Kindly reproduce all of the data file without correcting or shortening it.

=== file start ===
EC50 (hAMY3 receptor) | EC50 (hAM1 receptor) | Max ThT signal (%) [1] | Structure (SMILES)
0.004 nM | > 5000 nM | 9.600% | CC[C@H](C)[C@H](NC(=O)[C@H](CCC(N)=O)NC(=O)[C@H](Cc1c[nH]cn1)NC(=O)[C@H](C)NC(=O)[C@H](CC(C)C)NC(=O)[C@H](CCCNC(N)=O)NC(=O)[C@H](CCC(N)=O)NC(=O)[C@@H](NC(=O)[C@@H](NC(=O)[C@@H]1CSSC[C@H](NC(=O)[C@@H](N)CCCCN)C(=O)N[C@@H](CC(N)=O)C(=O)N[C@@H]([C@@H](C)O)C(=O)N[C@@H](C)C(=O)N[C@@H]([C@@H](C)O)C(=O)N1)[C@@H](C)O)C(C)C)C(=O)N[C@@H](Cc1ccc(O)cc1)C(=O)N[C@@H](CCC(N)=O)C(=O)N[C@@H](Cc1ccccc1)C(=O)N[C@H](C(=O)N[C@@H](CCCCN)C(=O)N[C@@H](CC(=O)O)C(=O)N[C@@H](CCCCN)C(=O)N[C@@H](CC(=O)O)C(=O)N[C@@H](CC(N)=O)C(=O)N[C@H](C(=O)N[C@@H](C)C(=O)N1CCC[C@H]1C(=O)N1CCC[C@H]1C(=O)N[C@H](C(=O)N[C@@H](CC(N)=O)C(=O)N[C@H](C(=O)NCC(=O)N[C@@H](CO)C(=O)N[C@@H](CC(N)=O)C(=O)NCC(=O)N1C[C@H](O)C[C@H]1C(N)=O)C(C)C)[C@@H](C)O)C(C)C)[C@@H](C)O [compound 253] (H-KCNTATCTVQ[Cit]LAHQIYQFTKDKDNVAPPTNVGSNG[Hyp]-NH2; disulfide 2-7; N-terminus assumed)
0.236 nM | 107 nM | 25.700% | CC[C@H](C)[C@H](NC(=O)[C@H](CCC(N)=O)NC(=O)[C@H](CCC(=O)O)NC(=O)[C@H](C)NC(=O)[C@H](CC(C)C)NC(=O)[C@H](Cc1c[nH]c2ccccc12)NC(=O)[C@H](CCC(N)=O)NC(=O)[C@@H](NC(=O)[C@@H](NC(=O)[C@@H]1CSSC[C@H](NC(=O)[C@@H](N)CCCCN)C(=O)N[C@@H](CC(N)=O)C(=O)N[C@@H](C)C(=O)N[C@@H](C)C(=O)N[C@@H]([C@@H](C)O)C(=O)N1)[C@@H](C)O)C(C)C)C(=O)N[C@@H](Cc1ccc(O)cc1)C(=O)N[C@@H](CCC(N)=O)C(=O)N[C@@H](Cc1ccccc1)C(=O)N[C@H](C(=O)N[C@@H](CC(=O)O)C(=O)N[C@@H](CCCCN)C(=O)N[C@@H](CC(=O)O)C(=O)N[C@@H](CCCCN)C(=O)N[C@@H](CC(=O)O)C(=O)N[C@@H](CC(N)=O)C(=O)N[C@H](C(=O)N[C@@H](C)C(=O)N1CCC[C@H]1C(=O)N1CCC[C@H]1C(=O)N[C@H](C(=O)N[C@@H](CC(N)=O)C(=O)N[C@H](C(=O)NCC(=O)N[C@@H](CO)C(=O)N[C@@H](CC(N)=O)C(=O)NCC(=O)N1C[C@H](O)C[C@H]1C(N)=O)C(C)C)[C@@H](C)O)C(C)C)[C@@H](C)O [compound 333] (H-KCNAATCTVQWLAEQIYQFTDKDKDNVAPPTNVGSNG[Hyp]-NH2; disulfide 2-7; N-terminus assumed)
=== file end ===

EC50 (hAMY3 receptor) | EC50 (hAM1 receptor) | Max ThT signal (%) [1] | Structure (SMILES)
0.004 nM | > 5000 nM | 9.600% | CC[C@H](C)[C@H](NC(=O)[C@H](CCC(N)=O)NC(=O)[C@H](Cc1c[nH]cn1)NC(=O)[C@H](C)NC(=O)[C@H](CC(C)C)NC(=O)[C@H](CCCNC(N)=O)NC(=O)[C@H](CCC(N)=O)NC(=O)[C@@H](NC(=O)[C@@H](NC(=O)[C@@H]1CSSC[C@H](NC(=O)[C@@H](N)CCCCN)C(=O)N[C@@H](CC(N)=O)C(=O)N[C@@H]([C@@H](C)O)C(=O)N[C@@H](C)C(=O)N[C@@H]([C@@H](C)O)C(=O)N1)[C@@H](C)O)C(C)C)C(=O)N[C@@H](Cc1ccc(O)cc1)C(=O)N[C@@H](CCC(N)=O)C(=O)N[C@@H](Cc1ccccc1)C(=O)N[C@H](C(=O)N[C@@H](CCCCN)C(=O)N[C@@H](CC(=O)O)C(=O)N[C@@H](CCCCN)C(=O)N[C@@H](CC(=O)O)C(=O)N[C@@H](CC(N)=O)C(=O)N[C@H](C(=O)N[C@@H](C)C(=O)N1CCC[C@H]1C(=O)N1CCC[C@H]1C(=O)N[C@H](C(=O)N[C@@H](CC(N)=O)C(=O)N[C@H](C(=O)NCC(=O)N[C@@H](CO)C(=O)N[C@@H](CC(N)=O)C(=O)NCC(=O)N1C[C@H](O)C[C@H]1C(N)=O)C(C)C)[C@@H](C)O)C(C)C)[C@@H](C)O [compound 253] (H-KCNTATCTVQ[Cit]LAHQIYQFTKDKDNVAPPTNVGSNG[Hyp]-NH2; disulfide 2-7; N-terminus assumed)
0.236 nM | 107 nM | 25.700% | CC[C@H](C)[C@H](NC(=O)[C@H](CCC(N)=O)NC(=O)[C@H](CCC(=O)O)NC(=O)[C@H](C)NC(=O)[C@H](CC(C)C)NC(=O)[C@H](Cc1c[nH]c2ccccc12)NC(=O)[C@H](CCC(N)=O)NC(=O)[C@@H](NC(=O)[C@@H](NC(=O)[C@@H]1CSSC[C@H](NC(=O)[C@@H](N)CCCCN)C(=O)N[C@@H](CC(N)=O)C(=O)N[C@@H](C)C(=O)N[C@@H](C)C(=O)N[C@@H]([C@@H](C)O)C(=O)N1)[C@@H](C)O)C(C)C)C(=O)N[C@@H](Cc1ccc(O)cc1)C(=O)N[C@@H](CCC(N)=O)C(=O)N[C@@H](Cc1ccccc1)C(=O)N[C@H](C(=O)N[C@@H](CC(=O)O)C(=O)N[C@@H](CCCCN)C(=O)N[C@@H](CC(=O)O)C(=O)N[C@@H](CCCCN)C(=O)N[C@@H](CC(=O)O)C(=O)N[C@@H](CC(N)=O)C(=O)N[C@H](C(=O)N[C@@H](C)C(=O)N1CCC[C@H]1C(=O)N1CCC[C@H]1C(=O)N[C@H](C(=O)N[C@@H](CC(N)=O)C(=O)N[C@H](C(=O)NCC(=O)N[C@@H](CO)C(=O)N[C@@H](CC(N)=O)C(=O)NCC(=O)N1C[C@H](O)C[C@H]1C(N)=O)C(C)C)[C@@H](C)O)C(C)C)[C@@H](C)O [compound 333] (H-KCNAATCTVQWLAEQIYQFTDKDKDNVAPPTNVGSNG[Hyp]-NH2; disulfide 2-7; N-terminus assumed)